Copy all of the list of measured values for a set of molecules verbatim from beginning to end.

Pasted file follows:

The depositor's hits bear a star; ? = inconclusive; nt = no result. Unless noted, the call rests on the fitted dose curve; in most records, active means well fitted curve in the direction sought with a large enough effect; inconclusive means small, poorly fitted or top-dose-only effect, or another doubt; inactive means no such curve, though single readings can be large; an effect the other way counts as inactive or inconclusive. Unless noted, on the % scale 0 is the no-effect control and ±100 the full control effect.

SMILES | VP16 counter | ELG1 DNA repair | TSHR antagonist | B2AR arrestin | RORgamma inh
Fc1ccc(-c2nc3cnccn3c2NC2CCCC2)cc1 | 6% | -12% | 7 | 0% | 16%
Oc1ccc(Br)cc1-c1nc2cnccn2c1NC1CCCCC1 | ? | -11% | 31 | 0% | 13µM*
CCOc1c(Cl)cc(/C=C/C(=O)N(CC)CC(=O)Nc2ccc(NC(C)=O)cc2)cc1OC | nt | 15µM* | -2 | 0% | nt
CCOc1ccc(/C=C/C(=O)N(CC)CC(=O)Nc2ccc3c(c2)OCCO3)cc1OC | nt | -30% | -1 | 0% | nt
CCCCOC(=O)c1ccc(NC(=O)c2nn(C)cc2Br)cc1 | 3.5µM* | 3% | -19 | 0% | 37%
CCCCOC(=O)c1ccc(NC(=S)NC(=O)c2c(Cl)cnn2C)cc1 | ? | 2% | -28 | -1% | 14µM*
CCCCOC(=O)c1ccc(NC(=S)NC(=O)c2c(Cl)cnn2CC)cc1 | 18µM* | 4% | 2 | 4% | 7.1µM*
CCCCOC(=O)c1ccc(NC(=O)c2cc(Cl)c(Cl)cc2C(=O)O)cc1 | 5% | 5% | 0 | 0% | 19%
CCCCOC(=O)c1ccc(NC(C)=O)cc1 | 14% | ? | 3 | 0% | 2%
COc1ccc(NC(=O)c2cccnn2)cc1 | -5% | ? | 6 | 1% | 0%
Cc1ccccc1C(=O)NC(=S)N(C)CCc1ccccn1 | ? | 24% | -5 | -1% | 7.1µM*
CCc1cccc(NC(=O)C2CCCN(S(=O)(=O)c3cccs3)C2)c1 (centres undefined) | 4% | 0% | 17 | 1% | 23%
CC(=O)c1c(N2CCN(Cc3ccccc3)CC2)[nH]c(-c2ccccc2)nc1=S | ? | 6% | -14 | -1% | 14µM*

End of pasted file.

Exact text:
The depositor's hits bear a star; ? = inconclusive; nt = no result. Unless noted, the call rests on the fitted dose curve; in most records, active means well fitted curve in the direction sought with a large enough effect; inconclusive means small, poorly fitted or top-dose-only effect, or another doubt; inactive means no such curve, though single readings can be large; an effect the other way counts as inactive or inconclusive. Unless noted, on the % scale 0 is the no-effect control and ±100 the full control effect.

SMILES | VP16 counter | ELG1 DNA repair | TSHR antagonist | B2AR arrestin | RORgamma inh
Fc1ccc(-c2nc3cnccn3c2NC2CCCC2)cc1 | 6% | -12% | 7 | 0% | 16%
Oc1ccc(Br)cc1-c1nc2cnccn2c1NC1CCCCC1 | ? | -11% | 31 | 0% | 13µM*
CCOc1c(Cl)cc(/C=C/C(=O)N(CC)CC(=O)Nc2ccc(NC(C)=O)cc2)cc1OC | nt | 15µM* | -2 | 0% | nt
CCOc1ccc(/C=C/C(=O)N(CC)CC(=O)Nc2ccc3c(c2)OCCO3)cc1OC | nt | -30% | -1 | 0% | nt
CCCCOC(=O)c1ccc(NC(=O)c2nn(C)cc2Br)cc1 | 3.5µM* | 3% | -19 | 0% | 37%
CCCCOC(=O)c1ccc(NC(=S)NC(=O)c2c(Cl)cnn2C)cc1 | ? | 2% | -28 | -1% | 14µM*
CCCCOC(=O)c1ccc(NC(=S)NC(=O)c2c(Cl)cnn2CC)cc1 | 18µM* | 4% | 2 | 4% | 7.1µM*
CCCCOC(=O)c1ccc(NC(=O)c2cc(Cl)c(Cl)cc2C(=O)O)cc1 | 5% | 5% | 0 | 0% | 19%
CCCCOC(=O)c1ccc(NC(C)=O)cc1 | 14% | ? | 3 | 0% | 2%
COc1ccc(NC(=O)c2cccnn2)cc1 | -5% | ? | 6 | 1% | 0%
Cc1ccccc1C(=O)NC(=S)N(C)CCc1ccccn1 | ? | 24% | -5 | -1% | 7.1µM*
CCc1cccc(NC(=O)C2CCCN(S(=O)(=O)c3cccs3)C2)c1 (centres undefined) | 4% | 0% | 17 | 1% | 23%
CC(=O)c1c(N2CCN(Cc3ccccc3)CC2)[nH]c(-c2ccccc2)nc1=S | ? | 6% | -14 | -1% | 14µM*